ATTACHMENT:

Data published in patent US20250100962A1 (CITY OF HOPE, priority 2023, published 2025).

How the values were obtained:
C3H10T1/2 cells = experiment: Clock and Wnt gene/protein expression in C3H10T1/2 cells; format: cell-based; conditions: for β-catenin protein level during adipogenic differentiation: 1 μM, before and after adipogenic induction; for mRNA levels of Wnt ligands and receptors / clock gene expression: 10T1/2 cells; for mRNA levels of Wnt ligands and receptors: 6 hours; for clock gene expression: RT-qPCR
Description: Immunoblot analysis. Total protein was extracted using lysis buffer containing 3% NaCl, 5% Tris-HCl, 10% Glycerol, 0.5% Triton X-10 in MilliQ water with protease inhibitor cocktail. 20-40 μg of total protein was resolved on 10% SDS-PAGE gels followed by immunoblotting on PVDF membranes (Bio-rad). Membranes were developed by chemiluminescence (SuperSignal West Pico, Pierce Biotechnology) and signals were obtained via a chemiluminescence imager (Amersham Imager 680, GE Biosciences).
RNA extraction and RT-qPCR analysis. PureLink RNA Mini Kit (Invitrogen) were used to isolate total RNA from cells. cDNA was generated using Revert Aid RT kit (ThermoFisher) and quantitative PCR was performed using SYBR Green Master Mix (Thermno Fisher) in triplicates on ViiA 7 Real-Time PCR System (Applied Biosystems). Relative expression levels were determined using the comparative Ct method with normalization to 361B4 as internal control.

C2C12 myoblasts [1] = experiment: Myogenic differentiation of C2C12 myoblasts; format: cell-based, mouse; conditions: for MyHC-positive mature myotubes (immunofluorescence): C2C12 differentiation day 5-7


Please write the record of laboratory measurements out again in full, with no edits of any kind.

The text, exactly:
Data published in patent US20250100962A1 (CITY OF HOPE, priority 2023, published 2025).

How the values were obtained:
C3H10T1/2 cells = experiment: Clock and Wnt gene/protein expression in C3H10T1/2 cells; format: cell-based; conditions: for β-catenin protein level during adipogenic differentiation: 1 μM, before and after adipogenic induction; for mRNA levels of Wnt ligands and receptors / clock gene expression: 10T1/2 cells; for mRNA levels of Wnt ligands and receptors: 6 hours; for clock gene expression: RT-qPCR
Description: Immunoblot analysis. Total protein was extracted using lysis buffer containing 3% NaCl, 5% Tris-HCl, 10% Glycerol, 0.5% Triton X-10 in MilliQ water with protease inhibitor cocktail. 20-40 μg of total protein was resolved on 10% SDS-PAGE gels followed by immunoblotting on PVDF membranes (Bio-rad). Membranes were developed by chemiluminescence (SuperSignal West Pico, Pierce Biotechnology) and signals were obtained via a chemiluminescence imager (Amersham Imager 680, GE Biosciences).
RNA extraction and RT-qPCR analysis. PureLink RNA Mini Kit (Invitrogen) were used to isolate total RNA from cells. cDNA was generated using Revert Aid RT kit (ThermoFisher) and quantitative PCR was performed using SYBR Green Master Mix (Thermno Fisher) in triplicates on ViiA 7 Real-Time PCR System (Applied Biosystems). Relative expression levels were determined using the comparative Ct method with normalization to 361B4 as internal control.

C2C12 myoblasts [1] = experiment: Myogenic differentiation of C2C12 myoblasts; format: cell-based, mouse; conditions: for MyHC-positive mature myotubes (immunofluorescence): C2C12 differentiation day 5-7